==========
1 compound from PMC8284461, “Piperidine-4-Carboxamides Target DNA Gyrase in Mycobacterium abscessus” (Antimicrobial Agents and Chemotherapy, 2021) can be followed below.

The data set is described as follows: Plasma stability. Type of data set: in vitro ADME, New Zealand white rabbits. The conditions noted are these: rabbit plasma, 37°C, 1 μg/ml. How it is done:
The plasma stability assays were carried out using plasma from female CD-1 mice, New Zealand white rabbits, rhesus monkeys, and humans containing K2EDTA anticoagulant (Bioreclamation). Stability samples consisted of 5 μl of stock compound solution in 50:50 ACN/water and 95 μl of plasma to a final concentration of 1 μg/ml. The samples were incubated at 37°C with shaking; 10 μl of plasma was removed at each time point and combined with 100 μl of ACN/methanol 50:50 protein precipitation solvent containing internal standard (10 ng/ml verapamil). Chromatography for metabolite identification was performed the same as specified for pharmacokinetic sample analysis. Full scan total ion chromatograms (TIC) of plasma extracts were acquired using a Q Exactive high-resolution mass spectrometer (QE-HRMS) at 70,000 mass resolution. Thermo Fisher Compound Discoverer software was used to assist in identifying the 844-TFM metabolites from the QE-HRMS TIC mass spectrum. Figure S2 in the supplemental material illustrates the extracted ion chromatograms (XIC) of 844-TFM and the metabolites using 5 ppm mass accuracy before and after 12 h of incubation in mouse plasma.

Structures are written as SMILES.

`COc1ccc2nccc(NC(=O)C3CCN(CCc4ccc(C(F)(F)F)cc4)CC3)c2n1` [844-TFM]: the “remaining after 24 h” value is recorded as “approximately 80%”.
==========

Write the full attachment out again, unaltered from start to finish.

1 compound from PMC8284461, “Piperidine-4-Carboxamides Target DNA Gyrase in Mycobacterium abscessus” (Antimicrobial Agents and Chemotherapy, 2021) can be followed below.

The data set is described as follows: Plasma stability. Type of data set: in vitro ADME, New Zealand white rabbits. The conditions noted are these: rabbit plasma, 37°C, 1 μg/ml. How it is done:
The plasma stability assays were carried out using plasma from female CD-1 mice, New Zealand white rabbits, rhesus monkeys, and humans containing K2EDTA anticoagulant (Bioreclamation). Stability samples consisted of 5 μl of stock compound solution in 50:50 ACN/water and 95 μl of plasma to a final concentration of 1 μg/ml. The samples were incubated at 37°C with shaking; 10 μl of plasma was removed at each time point and combined with 100 μl of ACN/methanol 50:50 protein precipitation solvent containing internal standard (10 ng/ml verapamil). Chromatography for metabolite identification was performed the same as specified for pharmacokinetic sample analysis. Full scan total ion chromatograms (TIC) of plasma extracts were acquired using a Q Exactive high-resolution mass spectrometer (QE-HRMS) at 70,000 mass resolution. Thermo Fisher Compound Discoverer software was used to assist in identifying the 844-TFM metabolites from the QE-HRMS TIC mass spectrum. Figure S2 in the supplemental material illustrates the extracted ion chromatograms (XIC) of 844-TFM and the metabolites using 5 ppm mass accuracy before and after 12 h of incubation in mouse plasma.

Structures are written as SMILES.

`COc1ccc2nccc(NC(=O)C3CCN(CCc4ccc(C(F)(F)F)cc4)CC3)c2n1` [844-TFM]: the “remaining after 24 h” value is recorded as “approximately 80%”.